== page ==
“I’m not convinced that debate ever advances thinking … Don’t you think you’re wasting your time when you engage in such a polemic? Since war is the most common thing in the world, it causes the indefinite repetition of the same gestures and the same ideas. Neither debate nor criticism makes any advances, except on the social chessboard and in the conquest of power. By what strange aberration were they believed to be fruitful, since they kill?
“What makes for advancement in philosophy, and also in science, is inventing concepts, and this invention always takes place in solitude, independence, and freedom — indeed, in silence. We have a surfeit of colloquia these days; what comes out of them? Collective repetitions. On the other hand, we are cruelly deprived of convents and quiet cells and the taciturn rules of the cenobites and anchorites.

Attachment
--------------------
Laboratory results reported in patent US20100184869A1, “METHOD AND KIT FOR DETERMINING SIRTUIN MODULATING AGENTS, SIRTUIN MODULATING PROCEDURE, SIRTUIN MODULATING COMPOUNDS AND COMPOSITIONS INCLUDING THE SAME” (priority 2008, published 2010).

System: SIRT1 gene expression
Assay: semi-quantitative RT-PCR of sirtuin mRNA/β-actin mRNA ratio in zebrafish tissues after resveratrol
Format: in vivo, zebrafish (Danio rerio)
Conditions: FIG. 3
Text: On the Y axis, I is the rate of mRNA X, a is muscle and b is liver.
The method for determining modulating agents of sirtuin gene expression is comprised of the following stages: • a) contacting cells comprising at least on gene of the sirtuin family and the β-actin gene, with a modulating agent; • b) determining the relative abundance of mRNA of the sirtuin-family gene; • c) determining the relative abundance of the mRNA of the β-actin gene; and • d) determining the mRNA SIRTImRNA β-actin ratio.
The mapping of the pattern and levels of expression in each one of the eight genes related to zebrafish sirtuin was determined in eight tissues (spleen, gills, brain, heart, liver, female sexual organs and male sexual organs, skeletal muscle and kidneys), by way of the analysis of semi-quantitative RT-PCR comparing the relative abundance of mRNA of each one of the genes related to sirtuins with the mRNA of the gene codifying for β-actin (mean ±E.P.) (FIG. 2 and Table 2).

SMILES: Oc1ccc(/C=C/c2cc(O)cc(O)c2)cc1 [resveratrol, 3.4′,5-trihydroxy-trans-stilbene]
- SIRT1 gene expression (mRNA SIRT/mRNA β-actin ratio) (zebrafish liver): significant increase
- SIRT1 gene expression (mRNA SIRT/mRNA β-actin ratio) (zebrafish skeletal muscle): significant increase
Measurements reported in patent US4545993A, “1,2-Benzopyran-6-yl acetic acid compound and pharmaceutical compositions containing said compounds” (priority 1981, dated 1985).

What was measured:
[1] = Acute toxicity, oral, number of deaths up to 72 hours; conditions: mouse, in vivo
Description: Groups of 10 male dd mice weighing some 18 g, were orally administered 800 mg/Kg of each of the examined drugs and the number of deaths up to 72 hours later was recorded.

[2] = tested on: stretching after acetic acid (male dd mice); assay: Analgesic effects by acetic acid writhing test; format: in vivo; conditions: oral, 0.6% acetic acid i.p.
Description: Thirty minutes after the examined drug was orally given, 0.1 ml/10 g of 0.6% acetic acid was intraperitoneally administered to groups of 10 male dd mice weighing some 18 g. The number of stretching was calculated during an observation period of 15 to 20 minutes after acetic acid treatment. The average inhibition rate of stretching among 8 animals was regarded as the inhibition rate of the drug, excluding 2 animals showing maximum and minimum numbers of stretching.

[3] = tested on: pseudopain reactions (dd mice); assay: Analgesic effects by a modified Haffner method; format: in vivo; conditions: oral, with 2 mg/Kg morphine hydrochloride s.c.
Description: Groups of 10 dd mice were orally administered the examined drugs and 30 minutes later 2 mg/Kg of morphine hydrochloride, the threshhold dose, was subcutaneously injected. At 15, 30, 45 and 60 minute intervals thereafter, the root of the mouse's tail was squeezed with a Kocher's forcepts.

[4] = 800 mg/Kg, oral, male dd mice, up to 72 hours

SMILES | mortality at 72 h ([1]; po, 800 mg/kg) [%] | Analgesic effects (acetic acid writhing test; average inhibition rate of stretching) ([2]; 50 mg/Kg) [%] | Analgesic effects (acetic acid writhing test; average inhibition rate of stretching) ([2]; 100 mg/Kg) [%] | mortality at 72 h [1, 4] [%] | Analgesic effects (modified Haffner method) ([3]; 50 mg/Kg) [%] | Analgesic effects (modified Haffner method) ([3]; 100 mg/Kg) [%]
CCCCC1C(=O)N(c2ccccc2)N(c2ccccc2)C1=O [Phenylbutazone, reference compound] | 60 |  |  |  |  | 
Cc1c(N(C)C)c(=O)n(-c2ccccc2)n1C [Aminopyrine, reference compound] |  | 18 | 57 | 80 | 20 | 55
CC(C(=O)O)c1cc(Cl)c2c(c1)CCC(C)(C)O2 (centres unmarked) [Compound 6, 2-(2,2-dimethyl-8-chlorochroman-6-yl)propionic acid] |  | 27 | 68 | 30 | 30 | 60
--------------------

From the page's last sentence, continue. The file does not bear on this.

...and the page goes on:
“Debate brings pressure to bear, which always tends to confirm accepted ideas. It exacerbates them, vitrifies them, constructs and closes off lobbying groups. At the very most it sometimes chisels out clarifications, but it never makes discoveries. But unless philosophy is devoted to commentary, it ridicules retracing existing concepts.
“Discussion conserves; invention requires rapid intitution and being as light as weightlessness …
“Polemic never invents anything, because nothing is older, anthropologically, than war. The opposite notion has become conventional wisdom in the Anglo-Saxon world, which today holds sway. It is because it holds sway that this method is propagated. That’s always the strategy of victors. Reread Plato: Socrates always imposes the methodology by which he always wins. Dialectics is the logic of the masters. It’s necessary first of all to impose, in a manner defying discussion, the methodology for discussion.”
— Michel Serres, Conversations on Science, Culture and Time, trans. Roxanne Lapidus, 37-38